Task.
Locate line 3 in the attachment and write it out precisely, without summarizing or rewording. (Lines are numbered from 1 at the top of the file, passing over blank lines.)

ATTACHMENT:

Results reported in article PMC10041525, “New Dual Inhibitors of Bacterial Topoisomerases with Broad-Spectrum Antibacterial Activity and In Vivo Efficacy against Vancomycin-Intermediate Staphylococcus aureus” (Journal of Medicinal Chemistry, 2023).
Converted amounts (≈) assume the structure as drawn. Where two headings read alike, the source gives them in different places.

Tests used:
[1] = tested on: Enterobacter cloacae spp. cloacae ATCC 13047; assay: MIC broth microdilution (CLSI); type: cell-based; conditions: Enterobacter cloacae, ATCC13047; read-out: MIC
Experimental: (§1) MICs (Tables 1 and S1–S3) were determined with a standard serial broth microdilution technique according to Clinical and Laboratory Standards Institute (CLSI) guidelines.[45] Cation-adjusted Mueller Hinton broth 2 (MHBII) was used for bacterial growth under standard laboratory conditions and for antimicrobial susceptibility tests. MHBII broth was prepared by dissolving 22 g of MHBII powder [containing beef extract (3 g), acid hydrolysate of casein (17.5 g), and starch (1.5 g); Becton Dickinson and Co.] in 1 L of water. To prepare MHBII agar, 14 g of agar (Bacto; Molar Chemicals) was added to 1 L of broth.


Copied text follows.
Tests used: